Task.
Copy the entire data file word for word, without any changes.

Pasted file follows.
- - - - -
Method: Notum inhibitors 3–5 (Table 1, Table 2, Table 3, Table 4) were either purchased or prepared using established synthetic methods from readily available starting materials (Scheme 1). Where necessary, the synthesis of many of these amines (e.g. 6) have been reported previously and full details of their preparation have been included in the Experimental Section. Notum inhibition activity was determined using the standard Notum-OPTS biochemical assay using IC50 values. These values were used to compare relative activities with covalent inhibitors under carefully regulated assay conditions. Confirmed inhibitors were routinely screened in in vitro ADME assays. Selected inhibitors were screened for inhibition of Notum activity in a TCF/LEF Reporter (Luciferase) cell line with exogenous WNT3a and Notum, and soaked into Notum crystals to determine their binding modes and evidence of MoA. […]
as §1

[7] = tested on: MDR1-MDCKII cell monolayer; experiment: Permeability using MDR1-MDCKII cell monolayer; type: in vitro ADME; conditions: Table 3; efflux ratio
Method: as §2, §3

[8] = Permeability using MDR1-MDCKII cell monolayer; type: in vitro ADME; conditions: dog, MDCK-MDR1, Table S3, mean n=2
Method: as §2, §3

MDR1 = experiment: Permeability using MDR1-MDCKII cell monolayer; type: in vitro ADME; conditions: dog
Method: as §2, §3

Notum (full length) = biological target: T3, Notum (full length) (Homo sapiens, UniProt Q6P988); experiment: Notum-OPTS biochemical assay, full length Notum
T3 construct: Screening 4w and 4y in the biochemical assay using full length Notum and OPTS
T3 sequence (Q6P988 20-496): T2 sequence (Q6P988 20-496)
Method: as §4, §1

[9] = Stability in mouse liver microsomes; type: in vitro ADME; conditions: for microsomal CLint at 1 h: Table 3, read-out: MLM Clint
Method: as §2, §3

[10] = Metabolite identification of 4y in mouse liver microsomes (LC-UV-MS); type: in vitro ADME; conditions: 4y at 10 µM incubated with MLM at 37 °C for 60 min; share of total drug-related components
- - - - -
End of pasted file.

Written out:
Method: Notum inhibitors 3–5 (Table 1, Table 2, Table 3, Table 4) were either purchased or prepared using established synthetic methods from readily available starting materials (Scheme 1). Where necessary, the synthesis of many of these amines (e.g. 6) have been reported previously and full details of their preparation have been included in the Experimental Section. Notum inhibition activity was determined using the standard Notum-OPTS biochemical assay using IC50 values. These values were used to compare relative activities with covalent inhibitors under carefully regulated assay conditions. Confirmed inhibitors were routinely screened in in vitro ADME assays. Selected inhibitors were screened for inhibition of Notum activity in a TCF/LEF Reporter (Luciferase) cell line with exogenous WNT3a and Notum, and soaked into Notum crystals to determine their binding modes and evidence of MoA. […]
as §1

[7] = tested on: MDR1-MDCKII cell monolayer; experiment: Permeability using MDR1-MDCKII cell monolayer; type: in vitro ADME; conditions: Table 3; efflux ratio
Method: as §2, §3

[8] = Permeability using MDR1-MDCKII cell monolayer; type: in vitro ADME; conditions: dog, MDCK-MDR1, Table S3, mean n=2
Method: as §2, §3

MDR1 = experiment: Permeability using MDR1-MDCKII cell monolayer; type: in vitro ADME; conditions: dog
Method: as §2, §3

Notum (full length) = biological target: T3, Notum (full length) (Homo sapiens, UniProt Q6P988); experiment: Notum-OPTS biochemical assay, full length Notum
T3 construct: Screening 4w and 4y in the biochemical assay using full length Notum and OPTS
T3 sequence (Q6P988 20-496): T2 sequence (Q6P988 20-496)
Method: as §4, §1

[9] = Stability in mouse liver microsomes; type: in vitro ADME; conditions: for microsomal CLint at 1 h: Table 3, read-out: MLM Clint
Method: as §2, §3

[10] = Metabolite identification of 4y in mouse liver microsomes (LC-UV-MS); type: in vitro ADME; conditions: 4y at 10 µM incubated with MLM at 37 °C for 60 min; share of total drug-related components